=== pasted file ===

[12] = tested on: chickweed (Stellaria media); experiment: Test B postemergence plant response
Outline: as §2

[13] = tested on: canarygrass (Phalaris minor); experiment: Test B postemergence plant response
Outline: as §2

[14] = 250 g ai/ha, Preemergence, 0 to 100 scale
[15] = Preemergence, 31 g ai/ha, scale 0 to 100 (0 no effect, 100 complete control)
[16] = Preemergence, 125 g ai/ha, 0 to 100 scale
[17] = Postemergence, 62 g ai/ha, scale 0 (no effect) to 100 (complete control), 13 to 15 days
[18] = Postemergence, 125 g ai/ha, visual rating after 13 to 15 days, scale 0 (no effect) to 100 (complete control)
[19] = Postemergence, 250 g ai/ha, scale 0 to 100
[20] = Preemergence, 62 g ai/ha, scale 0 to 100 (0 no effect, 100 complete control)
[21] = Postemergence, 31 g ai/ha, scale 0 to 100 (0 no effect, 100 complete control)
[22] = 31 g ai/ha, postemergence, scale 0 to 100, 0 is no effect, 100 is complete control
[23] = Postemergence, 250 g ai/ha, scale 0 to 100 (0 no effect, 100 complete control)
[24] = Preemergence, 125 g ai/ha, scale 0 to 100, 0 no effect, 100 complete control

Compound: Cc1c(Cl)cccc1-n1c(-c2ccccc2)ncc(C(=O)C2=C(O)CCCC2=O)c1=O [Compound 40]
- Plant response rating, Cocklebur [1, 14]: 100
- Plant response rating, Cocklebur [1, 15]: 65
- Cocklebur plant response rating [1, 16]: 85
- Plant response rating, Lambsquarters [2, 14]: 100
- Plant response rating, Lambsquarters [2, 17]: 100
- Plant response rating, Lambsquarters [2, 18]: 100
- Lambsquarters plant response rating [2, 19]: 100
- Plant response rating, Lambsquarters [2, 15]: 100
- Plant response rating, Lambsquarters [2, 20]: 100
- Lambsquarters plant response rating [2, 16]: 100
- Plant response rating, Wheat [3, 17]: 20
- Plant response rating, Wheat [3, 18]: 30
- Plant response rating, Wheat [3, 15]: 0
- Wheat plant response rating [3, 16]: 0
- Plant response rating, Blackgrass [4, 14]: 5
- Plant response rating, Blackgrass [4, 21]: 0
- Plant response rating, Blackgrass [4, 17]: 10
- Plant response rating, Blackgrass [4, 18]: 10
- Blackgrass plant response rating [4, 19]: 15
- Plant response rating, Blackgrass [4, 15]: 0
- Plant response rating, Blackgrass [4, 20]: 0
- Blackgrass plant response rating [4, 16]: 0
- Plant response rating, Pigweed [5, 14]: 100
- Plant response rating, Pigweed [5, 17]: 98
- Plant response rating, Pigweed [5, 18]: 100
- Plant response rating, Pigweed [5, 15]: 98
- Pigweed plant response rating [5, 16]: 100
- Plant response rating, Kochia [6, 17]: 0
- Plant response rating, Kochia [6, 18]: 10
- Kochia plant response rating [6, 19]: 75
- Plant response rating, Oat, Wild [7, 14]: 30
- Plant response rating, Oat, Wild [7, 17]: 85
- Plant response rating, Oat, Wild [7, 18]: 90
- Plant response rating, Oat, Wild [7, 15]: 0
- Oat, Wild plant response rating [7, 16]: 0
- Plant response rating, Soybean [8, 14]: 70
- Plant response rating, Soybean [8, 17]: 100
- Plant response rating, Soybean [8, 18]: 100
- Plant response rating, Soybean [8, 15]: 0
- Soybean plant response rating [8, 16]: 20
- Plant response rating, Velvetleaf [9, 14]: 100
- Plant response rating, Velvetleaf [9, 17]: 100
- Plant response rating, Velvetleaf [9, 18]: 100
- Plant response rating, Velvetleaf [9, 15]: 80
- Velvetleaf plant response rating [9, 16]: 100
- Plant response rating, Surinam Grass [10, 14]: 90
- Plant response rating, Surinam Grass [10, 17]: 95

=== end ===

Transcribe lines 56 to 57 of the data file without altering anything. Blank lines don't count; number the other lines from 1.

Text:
- Soybean plant response rating [8, 16]: 20
- Plant response rating, Velvetleaf [9, 14]: 100